When is the right time to retire?

Me? Retire? What on earth would I do with all that time? That’s a sentiment most people probably wouldn’t utter. However, there are a few 60-somethings, even some 70-or 80-year-olds, who genuinely like to work.

Even more aging adults would like to escape the daily grind, but can’t afford to live on social security alone. Studies estimate that the number of Americans too poor to retire exceed 70 percent. When will those folks be able to retire?                                                                                                                                                                                                                                                                                                   

If you want to work . . . or have to work . . . beyond retirement age:               Here are a half dozen things to consider:

  1. It’s never too late to start saving for retirement. Whether you have a few years or just a few months before reaching retirement age, tighten your belt and sock away as much money as you can. While you  still work, you can contribute a specific annual amount to an IRS-approved IRA (Individual Retirement Account) or a Roth IRA. If your employer doesn’t offer those options, start your own retirement account with an independent financial planner.
  • Contact your local social security office. Find out the exact monthly amount of the social security    check you would receive if you quit working at 62, 65, 66, 67, depending on your age of eligibility.
  • Figure out how much money you’ll need to live a satisfying lifestyle in your retirement. Calculate   all your expenses: house payments or rent, taxes, utilities, food, transportation, medical expenses, etc. Measure all your monthly bills against your social security payments to see if you would need added income to retire at the earliest date.
  • Estimate the amount of money you could make working at a part-time job. Can’t afford to retire? Or don’t want to retire? Consider part-time work. Part-time income is subject to income and payroll taxes; and combined with other income, may change your tax situation. Even part-time earned income can affect your social security benefits, as well as your taxes, so seek expert opinion before you make a decision.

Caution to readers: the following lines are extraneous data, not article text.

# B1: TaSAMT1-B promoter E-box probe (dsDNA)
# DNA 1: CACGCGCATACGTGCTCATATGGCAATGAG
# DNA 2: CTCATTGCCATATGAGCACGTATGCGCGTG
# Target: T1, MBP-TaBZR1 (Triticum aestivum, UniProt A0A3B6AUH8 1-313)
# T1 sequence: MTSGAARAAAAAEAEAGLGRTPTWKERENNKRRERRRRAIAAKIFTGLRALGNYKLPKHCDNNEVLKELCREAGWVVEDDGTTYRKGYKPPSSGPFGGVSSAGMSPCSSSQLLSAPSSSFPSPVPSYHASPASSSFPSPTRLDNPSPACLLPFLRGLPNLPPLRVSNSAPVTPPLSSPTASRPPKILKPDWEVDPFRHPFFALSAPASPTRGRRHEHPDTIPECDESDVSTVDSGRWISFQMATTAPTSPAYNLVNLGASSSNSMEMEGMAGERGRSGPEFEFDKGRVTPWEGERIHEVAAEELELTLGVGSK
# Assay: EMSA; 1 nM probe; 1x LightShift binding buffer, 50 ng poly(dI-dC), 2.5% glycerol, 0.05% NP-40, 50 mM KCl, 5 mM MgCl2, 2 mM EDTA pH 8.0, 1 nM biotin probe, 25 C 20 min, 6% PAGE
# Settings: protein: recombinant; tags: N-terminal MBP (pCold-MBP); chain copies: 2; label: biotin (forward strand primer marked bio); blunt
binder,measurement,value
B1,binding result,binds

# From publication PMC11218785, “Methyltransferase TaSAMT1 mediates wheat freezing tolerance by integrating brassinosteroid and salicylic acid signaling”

• Consider whether the benefits of working in retirement outweigh the costs. Add up what you’ll pay for transportation, food, office incidentals, attire and other work-related expenses, such as parking. If you’re going back to work for personal satisfaction, rather than for money, that may not matter. Either way, crunch the numbers to give yourself a clear picture of where you will be financially.
  • Get help from professionals. Due to complex tax and retirement benefit implications, it always pays to get a professional opinion. Review your circumstances with both tax and finance experts.

Start now. Go to aamllc.com to set an appointment with a certified financial advisor. Planning is critical.

Manage Your Money . . . financial facts for a brighter future provided by Advancd Asset Management LLC                          

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Ronald Van Surksum, CFP            

4555 Wilson Ave SW – Suite 2               Grandville, MI 49418                            

rvansurksum@aamllc.com              

Phone: (616) 531-5220                             Cell: (616) 450-8439                  

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